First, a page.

No one ever looks perfect at 2am.
It's kind of comforting to know that even the woman formerly known as Kate Middleton faced the same rumpled, bleary-eyed fate the rest of us do. For a glorious time between about 2006 and 2008, Kate was regularly snapped arriving at and leaving a series of London's most exclusive nightclubs — places like Mahiki, Boujis and Raffles — where she and a seemingly endless round of corduroy-wearing blokes (and Pippa) would enjoy rounds of expensive, sugary cocktails, reports News.com.au.
"Kate leaving nightclub" became a staple that photo editors the world over could rely on to provide them with a steady stream of stories about Prince William's girlfriend. They were all reassuringly similar; her trademark brunette mane dishevelled, whatever high-end high-street frocks she was wearing cheerfully rumpled, her cheeks flushed as she flopped into the back of a black cab. (Sadly, no one ever got a shot of her stopping for a kebab or doing a quick Macca's run on the way home.)
However, looking at those photos now is like looking at a totally different person. Not because her fashion sense tended towards brown knee-high boots or a series of dangly earrings. But because in pretty much every shot there is one thing you can clearly see — she was having fun. The girl looks like she was having a goddamn great time.
Contrast that with Kate, Duchess of Cambridge.
Today, when she steps out in public, her blow-dry is perfect, her clothes an appropriate hem-length and her wave carefully practised. Yes, she grins and occasionally giggles but it's not the same. There is a quality of forced jollity whenever she steps out in front of the smartphone-wielding public, a woman whose performance in the role of Future Queen is breathtaking to witness for its sheer commitment to monotonous, antiseptic affability.
In marrying Prince William, Kate got a lot of things — commitment from her on-again, off-again boyfriend of about nine years, a shiny title, a whopping fortune and admission to the most famous family in the world.
But in doing so, she paid a clear price, trading the opportunity to express joy and spontaneity for an existence marked by a need for constant restraint and impeccable self-control.
One thing that rarely if ever gets mentioned is that being a Windsor is never meant to be fun. For the monarchy to continue to thrive in this millennium it needs to continue to generate that most precious resource: respect.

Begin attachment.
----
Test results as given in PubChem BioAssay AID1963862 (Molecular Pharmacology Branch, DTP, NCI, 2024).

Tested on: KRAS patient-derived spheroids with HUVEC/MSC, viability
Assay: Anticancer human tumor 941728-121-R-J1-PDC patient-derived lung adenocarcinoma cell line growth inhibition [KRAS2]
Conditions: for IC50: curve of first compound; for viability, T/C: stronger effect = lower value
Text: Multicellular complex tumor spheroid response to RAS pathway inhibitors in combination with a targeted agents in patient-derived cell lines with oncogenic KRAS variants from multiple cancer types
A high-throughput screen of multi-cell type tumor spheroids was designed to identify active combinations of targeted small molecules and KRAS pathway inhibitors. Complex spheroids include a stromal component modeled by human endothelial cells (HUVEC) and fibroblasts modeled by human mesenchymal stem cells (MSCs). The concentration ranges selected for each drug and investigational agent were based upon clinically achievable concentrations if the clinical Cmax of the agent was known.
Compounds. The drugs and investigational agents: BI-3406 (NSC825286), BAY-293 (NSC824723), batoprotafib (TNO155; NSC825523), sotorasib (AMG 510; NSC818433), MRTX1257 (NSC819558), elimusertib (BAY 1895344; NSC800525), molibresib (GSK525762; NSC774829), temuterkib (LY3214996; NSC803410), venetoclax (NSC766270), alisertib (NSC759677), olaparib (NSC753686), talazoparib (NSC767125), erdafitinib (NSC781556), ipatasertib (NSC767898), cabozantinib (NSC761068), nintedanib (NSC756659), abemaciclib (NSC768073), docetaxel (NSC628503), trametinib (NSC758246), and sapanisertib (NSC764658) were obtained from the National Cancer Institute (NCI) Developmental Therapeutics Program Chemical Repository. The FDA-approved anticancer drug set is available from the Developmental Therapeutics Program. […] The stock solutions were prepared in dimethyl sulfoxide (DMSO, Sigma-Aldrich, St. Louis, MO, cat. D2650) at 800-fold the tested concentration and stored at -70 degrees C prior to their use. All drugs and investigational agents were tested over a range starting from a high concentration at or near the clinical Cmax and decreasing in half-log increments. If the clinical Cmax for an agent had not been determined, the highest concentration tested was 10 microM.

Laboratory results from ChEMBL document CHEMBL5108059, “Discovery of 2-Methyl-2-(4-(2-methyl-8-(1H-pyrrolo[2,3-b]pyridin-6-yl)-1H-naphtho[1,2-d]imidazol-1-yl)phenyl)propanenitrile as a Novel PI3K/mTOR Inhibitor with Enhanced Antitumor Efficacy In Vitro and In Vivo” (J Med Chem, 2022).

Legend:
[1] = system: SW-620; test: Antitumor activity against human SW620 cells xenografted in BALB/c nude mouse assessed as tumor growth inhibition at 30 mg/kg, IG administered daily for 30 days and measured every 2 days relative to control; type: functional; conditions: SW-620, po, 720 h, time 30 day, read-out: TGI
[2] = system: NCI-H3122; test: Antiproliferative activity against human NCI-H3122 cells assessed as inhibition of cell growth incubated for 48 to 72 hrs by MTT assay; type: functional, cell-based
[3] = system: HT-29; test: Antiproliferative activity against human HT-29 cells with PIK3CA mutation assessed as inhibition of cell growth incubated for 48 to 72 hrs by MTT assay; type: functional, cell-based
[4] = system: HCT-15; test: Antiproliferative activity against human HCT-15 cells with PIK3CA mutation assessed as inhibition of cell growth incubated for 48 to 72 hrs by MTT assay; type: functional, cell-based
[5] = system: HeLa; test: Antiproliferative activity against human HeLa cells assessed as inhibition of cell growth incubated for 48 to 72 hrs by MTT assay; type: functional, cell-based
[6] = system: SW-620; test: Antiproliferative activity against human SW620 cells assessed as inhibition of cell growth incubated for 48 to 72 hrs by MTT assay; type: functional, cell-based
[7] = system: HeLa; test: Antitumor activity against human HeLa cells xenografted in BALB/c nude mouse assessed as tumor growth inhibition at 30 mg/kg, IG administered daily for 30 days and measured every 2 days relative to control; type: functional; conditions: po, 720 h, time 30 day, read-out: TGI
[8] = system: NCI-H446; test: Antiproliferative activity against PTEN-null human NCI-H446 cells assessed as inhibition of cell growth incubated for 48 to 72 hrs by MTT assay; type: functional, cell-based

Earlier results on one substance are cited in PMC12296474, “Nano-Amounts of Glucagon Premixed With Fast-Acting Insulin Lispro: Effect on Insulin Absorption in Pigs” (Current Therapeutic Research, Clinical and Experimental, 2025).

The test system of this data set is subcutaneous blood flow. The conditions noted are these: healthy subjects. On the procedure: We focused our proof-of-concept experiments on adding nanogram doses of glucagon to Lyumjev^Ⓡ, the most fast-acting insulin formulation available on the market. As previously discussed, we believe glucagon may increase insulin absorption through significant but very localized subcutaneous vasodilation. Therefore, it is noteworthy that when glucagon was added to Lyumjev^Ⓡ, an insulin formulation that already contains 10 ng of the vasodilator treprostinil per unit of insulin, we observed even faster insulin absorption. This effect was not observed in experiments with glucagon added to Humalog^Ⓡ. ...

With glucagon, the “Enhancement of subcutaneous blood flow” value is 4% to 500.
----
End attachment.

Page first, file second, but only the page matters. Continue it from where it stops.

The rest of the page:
And that respect stems in part from constantly giving the impression that royal life is something that one bears, tolerably. There is an implied sacrifice to royal duty and a need to project an air that contending with the weight of regal responsibility is something of a burden.
I'm not criticising Kate's life choices by any means, but I find there's something quite poignant about looking back at images of Nightclub Kate.
I wonder if she knew quite how colossal a trade she was making when she accepted that gargantuan sapphire engagement ring in 2010.
Perhaps one of the biggest sacrifices she has made is having the opportunity to have an unabashed good time in public. There is no popping along to a swanky Chelsea restaurant with Pippa to share a bottle or two of pinot grigio to enjoy a Sloane-y giggle about Harry's follicular transformation into a red-headed Friar Tuck.
There is no going to Royal Ascot, putting 20 pounds on your favourite gee-gee and then cheering with unabashed joy when he comes in first.
And, there is no enjoying a sneaky cigarette out the back of Kensington Palace whenever you get bored of helping Prince George knight all of his teddy bears.
The constant vigilance with which she must police her own behaviour is exhausting to even think about.
Today's Kate might smile and wave but she is unquestionably something of a cipher, her face a cheerful mask that betrays absolutely nothing about what she truly feels. That sort of perpetually guarded existence might ensure she is adored, but to so neuter your public self is a bit sad.
RIP Nightclub Kate. I miss you and I wonder if sometimes, you miss you too. And if you ever change your mind, it's an eight-minute Uber ride from Kensington Palace to Mahiki.